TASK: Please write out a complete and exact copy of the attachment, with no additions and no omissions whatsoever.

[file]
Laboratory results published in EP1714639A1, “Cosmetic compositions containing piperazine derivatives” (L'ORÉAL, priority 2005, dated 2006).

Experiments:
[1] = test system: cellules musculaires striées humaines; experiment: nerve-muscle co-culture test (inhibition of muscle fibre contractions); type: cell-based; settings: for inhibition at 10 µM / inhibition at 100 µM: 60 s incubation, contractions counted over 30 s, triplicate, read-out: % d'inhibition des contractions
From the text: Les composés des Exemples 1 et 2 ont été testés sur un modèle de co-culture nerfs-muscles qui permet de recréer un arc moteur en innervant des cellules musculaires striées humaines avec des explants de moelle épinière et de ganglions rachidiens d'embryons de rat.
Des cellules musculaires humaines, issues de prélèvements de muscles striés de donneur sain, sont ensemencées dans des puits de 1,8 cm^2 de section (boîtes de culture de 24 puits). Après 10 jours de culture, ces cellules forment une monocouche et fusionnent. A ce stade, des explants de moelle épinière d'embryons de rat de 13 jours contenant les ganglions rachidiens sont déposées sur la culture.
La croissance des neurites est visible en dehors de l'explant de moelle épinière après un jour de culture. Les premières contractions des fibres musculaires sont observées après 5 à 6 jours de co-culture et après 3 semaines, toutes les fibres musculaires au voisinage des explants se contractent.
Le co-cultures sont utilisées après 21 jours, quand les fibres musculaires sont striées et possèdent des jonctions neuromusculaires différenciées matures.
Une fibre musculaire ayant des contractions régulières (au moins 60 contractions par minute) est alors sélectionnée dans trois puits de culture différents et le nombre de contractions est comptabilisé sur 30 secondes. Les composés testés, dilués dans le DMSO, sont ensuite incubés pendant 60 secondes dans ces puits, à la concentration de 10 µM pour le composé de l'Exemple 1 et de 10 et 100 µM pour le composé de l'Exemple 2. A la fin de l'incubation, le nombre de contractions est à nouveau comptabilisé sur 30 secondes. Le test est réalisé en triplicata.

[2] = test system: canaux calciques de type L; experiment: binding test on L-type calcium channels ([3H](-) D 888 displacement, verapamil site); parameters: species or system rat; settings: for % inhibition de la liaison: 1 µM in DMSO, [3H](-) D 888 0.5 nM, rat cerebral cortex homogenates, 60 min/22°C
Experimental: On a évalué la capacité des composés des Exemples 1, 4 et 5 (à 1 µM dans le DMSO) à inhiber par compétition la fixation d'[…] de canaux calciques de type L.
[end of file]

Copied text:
Laboratory results published in EP1714639A1, “Cosmetic compositions containing piperazine derivatives” (L'ORÉAL, priority 2005, dated 2006).

Experiments:
[1] = test system: cellules musculaires striées humaines; experiment: nerve-muscle co-culture test (inhibition of muscle fibre contractions); type: cell-based; settings: for inhibition at 10 µM / inhibition at 100 µM: 60 s incubation, contractions counted over 30 s, triplicate, read-out: % d'inhibition des contractions
From the text: Les composés des Exemples 1 et 2 ont été testés sur un modèle de co-culture nerfs-muscles qui permet de recréer un arc moteur en innervant des cellules musculaires striées humaines avec des explants de moelle épinière et de ganglions rachidiens d'embryons de rat.
Des cellules musculaires humaines, issues de prélèvements de muscles striés de donneur sain, sont ensemencées dans des puits de 1,8 cm^2 de section (boîtes de culture de 24 puits). Après 10 jours de culture, ces cellules forment une monocouche et fusionnent. A ce stade, des explants de moelle épinière d'embryons de rat de 13 jours contenant les ganglions rachidiens sont déposées sur la culture.
La croissance des neurites est visible en dehors de l'explant de moelle épinière après un jour de culture. Les premières contractions des fibres musculaires sont observées après 5 à 6 jours de co-culture et après 3 semaines, toutes les fibres musculaires au voisinage des explants se contractent.
Le co-cultures sont utilisées après 21 jours, quand les fibres musculaires sont striées et possèdent des jonctions neuromusculaires différenciées matures.
Une fibre musculaire ayant des contractions régulières (au moins 60 contractions par minute) est alors sélectionnée dans trois puits de culture différents et le nombre de contractions est comptabilisé sur 30 secondes. Les composés testés, dilués dans le DMSO, sont ensuite incubés pendant 60 secondes dans ces puits, à la concentration de 10 µM pour le composé de l'Exemple 1 et de 10 et 100 µM pour le composé de l'Exemple 2. A la fin de l'incubation, le nombre de contractions est à nouveau comptabilisé sur 30 secondes. Le test est réalisé en triplicata.

[2] = test system: canaux calciques de type L; experiment: binding test on L-type calcium channels ([3H](-) D 888 displacement, verapamil site); parameters: species or system rat; settings: for % inhibition de la liaison: 1 µM in DMSO, [3H](-) D 888 0.5 nM, rat cerebral cortex homogenates, 60 min/22°C
Experimental: On a évalué la capacité des composés des Exemples 1, 4 et 5 (à 1 µM dans le DMSO) à inhiber par compétition la fixation d'[…] de canaux calciques de type L.